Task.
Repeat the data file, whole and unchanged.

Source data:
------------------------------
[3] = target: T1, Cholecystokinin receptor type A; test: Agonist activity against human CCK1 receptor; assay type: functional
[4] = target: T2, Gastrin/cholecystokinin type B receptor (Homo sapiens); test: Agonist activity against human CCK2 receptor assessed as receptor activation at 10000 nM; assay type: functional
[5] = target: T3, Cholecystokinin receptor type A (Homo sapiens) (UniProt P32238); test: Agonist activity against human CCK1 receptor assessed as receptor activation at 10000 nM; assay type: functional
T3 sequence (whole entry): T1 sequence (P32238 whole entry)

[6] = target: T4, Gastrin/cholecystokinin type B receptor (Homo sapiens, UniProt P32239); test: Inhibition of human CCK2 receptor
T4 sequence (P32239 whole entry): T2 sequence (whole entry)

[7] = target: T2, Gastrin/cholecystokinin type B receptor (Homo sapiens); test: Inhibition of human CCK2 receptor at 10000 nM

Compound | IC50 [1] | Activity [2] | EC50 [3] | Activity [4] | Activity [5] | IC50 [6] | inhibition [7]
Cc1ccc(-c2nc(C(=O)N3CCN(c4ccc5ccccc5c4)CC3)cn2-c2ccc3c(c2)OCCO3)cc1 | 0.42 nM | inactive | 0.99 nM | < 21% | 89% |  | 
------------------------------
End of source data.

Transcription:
[3] = target: T1, Cholecystokinin receptor type A; test: Agonist activity against human CCK1 receptor; assay type: functional
[4] = target: T2, Gastrin/cholecystokinin type B receptor (Homo sapiens); test: Agonist activity against human CCK2 receptor assessed as receptor activation at 10000 nM; assay type: functional
[5] = target: T3, Cholecystokinin receptor type A (Homo sapiens) (UniProt P32238); test: Agonist activity against human CCK1 receptor assessed as receptor activation at 10000 nM; assay type: functional
T3 sequence (whole entry): T1 sequence (P32238 whole entry)

[6] = target: T4, Gastrin/cholecystokinin type B receptor (Homo sapiens, UniProt P32239); test: Inhibition of human CCK2 receptor
T4 sequence (P32239 whole entry): T2 sequence (whole entry)

[7] = target: T2, Gastrin/cholecystokinin type B receptor (Homo sapiens); test: Inhibition of human CCK2 receptor at 10000 nM

Compound | IC50 [1] | Activity [2] | EC50 [3] | Activity [4] | Activity [5] | IC50 [6] | inhibition [7]
Cc1ccc(-c2nc(C(=O)N3CCN(c4ccc5ccccc5c4)CC3)cn2-c2ccc3c(c2)OCCO3)cc1 | 0.42 nM | inactive | 0.99 nM | < 21% | 89% |  | 